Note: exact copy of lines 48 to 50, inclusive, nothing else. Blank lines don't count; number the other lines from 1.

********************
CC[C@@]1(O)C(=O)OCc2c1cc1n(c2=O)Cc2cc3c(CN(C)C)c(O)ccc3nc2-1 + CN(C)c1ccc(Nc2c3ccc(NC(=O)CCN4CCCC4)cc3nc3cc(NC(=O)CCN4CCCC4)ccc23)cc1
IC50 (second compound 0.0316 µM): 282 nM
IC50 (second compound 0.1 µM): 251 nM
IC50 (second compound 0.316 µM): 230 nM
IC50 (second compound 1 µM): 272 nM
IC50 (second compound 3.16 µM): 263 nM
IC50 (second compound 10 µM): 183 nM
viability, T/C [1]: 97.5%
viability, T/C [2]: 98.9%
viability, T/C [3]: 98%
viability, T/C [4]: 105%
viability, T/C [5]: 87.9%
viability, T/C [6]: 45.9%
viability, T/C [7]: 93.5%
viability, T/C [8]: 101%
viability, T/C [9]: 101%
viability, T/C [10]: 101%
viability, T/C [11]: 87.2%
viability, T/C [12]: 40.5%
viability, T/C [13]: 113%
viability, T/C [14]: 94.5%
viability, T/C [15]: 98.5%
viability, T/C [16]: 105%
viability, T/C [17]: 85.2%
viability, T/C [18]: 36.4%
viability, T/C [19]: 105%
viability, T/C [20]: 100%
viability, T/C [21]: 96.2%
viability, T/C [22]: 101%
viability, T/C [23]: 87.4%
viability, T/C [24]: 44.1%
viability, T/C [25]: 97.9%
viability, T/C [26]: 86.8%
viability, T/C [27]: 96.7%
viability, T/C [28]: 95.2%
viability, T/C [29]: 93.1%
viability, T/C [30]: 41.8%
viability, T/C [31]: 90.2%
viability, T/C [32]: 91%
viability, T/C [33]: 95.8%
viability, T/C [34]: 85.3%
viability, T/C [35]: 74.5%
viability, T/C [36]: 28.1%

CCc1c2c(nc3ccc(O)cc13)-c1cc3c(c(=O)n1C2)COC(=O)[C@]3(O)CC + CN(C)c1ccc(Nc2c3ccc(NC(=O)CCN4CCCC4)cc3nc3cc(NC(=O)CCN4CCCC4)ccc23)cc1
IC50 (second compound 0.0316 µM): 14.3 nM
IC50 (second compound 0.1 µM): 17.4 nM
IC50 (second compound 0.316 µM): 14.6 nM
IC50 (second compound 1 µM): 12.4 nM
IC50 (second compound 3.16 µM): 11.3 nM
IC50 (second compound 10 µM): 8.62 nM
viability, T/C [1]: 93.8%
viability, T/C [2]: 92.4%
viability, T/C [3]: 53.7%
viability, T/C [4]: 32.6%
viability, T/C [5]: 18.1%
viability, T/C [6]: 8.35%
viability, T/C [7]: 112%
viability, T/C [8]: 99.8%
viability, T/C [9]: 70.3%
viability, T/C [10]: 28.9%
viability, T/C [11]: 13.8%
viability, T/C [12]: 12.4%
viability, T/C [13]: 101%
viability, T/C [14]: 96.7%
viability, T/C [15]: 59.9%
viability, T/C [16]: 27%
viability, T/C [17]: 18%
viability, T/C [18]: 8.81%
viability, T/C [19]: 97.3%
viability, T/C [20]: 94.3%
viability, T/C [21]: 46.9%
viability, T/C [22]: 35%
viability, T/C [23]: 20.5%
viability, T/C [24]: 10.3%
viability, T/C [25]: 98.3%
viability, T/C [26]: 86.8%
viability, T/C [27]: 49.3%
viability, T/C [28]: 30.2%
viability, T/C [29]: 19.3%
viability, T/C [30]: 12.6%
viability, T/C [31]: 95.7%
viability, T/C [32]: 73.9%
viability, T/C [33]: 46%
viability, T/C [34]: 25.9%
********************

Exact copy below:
IC50 (second compound 1 µM): 12.4 nM
IC50 (second compound 3.16 µM): 11.3 nM
IC50 (second compound 10 µM): 8.62 nM